Ghostly greetings everyone!
Since it’s the month of all things spooky, and we have a rare Friday the 13th today, I thought I would share some of Shakespeare’s scariest lines!
First, from the tragedy of Macbeth, the famous Dagger Speech:
Is this a dagger which I see before me,
The handle toward my hand? Come, let me clutch thee.
I have thee not, and yet I see thee still.
Art thou not, fatal vision, sensible
To feeling as to sight? or art thou but
A dagger of the mind, a false creation,
Proceeding from the heat-oppressed brain?
I see thee yet, in form as palpable
As this which now I draw.
Thou marshall’st me the way that I was going;
And such an instrument I was to use.
Mine eyes are made the fools o’ the other senses,
Or else worth all the rest; I see thee still,
And on thy blade and dudgeon gouts of blood,
Which was not so before. There’s no such thing:
It is the bloody business which informs
Thus to mine eyes. Now o’er the one halfworld
Nature seems dead, and wicked dreams abuse
The curtain’d sleep; witchcraft celebrates
Pale Hecate’s offerings, and wither’d murder,
Alarum’d by his sentinel, the wolf,
Whose howl’s his watch, thus with his stealthy pace.
With Tarquin’s ravishing strides, towards his design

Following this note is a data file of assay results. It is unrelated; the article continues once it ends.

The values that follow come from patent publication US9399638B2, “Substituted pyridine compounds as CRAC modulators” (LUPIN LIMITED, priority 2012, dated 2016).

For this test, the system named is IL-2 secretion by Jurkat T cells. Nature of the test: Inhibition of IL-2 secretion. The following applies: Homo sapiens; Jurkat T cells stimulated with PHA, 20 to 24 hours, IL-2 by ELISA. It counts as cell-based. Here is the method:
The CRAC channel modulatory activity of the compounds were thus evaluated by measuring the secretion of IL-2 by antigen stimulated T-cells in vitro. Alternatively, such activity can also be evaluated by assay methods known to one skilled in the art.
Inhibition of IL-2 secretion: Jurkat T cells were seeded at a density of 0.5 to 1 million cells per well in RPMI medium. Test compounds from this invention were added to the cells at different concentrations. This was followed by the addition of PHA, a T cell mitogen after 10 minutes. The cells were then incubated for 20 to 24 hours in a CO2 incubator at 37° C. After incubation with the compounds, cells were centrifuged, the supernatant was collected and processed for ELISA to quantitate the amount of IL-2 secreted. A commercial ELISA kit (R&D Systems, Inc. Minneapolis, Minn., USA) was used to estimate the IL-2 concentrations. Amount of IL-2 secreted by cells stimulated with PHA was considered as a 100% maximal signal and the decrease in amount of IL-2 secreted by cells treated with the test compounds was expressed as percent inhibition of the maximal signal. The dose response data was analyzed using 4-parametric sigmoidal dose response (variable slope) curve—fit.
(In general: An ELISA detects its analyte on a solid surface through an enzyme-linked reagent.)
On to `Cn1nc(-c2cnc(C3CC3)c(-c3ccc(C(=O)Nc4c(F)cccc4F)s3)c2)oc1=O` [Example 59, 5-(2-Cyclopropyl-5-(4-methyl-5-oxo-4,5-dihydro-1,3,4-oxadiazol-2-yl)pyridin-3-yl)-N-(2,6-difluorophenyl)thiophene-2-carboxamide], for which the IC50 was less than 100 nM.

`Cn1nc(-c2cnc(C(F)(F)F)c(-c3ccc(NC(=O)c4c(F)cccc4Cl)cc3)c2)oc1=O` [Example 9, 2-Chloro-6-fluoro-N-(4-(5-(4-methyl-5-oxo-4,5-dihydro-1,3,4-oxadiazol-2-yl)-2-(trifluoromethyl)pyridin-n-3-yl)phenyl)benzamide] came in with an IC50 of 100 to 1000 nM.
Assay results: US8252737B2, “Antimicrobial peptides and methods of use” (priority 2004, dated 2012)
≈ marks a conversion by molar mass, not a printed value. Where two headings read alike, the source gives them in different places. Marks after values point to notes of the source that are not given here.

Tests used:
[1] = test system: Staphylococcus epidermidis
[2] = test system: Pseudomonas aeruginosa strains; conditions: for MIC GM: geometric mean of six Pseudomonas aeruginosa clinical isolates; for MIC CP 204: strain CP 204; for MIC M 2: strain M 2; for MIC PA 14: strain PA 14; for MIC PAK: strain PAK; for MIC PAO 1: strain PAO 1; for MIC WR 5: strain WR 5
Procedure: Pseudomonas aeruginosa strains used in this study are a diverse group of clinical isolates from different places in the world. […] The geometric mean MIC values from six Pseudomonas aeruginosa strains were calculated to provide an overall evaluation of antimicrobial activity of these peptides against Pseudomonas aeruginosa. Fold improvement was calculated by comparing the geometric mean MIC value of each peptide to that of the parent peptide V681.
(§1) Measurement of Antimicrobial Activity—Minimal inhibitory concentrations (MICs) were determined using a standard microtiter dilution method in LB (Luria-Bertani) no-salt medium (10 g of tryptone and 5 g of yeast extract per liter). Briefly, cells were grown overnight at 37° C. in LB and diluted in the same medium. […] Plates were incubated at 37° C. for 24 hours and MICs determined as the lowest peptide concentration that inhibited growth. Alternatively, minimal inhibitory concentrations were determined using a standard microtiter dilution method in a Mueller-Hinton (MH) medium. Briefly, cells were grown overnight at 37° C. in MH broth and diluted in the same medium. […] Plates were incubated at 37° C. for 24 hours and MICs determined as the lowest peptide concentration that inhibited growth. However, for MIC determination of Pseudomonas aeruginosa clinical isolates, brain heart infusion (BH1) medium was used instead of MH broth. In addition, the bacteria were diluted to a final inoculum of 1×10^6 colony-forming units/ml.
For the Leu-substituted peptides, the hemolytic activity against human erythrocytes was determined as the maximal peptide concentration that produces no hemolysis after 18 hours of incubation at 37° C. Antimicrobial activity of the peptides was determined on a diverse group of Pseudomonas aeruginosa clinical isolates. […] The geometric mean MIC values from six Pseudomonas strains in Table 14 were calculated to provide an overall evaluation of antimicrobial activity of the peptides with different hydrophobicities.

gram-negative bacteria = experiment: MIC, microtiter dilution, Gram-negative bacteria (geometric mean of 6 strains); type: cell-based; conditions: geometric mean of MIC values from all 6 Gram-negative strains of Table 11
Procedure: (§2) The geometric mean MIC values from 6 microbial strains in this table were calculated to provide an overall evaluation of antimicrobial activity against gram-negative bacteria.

Moves like a ghost. Thou sure and firm-set earth,
Hear not my steps, which way they walk, for fear
Thy very stones prate of my whereabout,
And take the present horror from the time,
Which now suits with it. Whiles I threat, he lives:
Words to the heat of deeds too cold breath gives.
[A bell rings]
I go, and it is done; the bell invites me.
Hear it not, Duncan; for it is a knell
That summons thee to heaven or to hell. Act II, Scene I.
Hamlet. Angels and ministers of grace defend us!
Be thou a spirit of health or goblin damn’d,
Bring with thee airs from heaven or blasts from hell,
What may this mean
That thou, dead corse, again in complete steel,
Revisits thus the glimpses of the moon,
Making night hideous, and we fools of nature
So horridly to shake our disposition
With thoughts beyond the reaches of our souls?
Say, why is this? wherefore? What should we do? Hamlet, Act I, Scene v.
Puck. Now the hungry lion roars, 2220
And the wolf behowls the moon;
Whilst the heavy ploughman snores,
All with weary task fordone.
Now the wasted brands do glow,
Whilst the screech-owl, screeching loud, 2225
Puts the wretch that lies in woe
In remembrance of a shroud.
Now it is the time of night
That the graves all gaping wide,
Every one lets forth his sprite, 2230
In the church-way paths to glide:
And we fairies, that do run
By the triple Hecate’s team,
From the presence of the sun,
Following darkness like a dream, 2235
A Midsummer Night’s Dream, Act V, Scene I.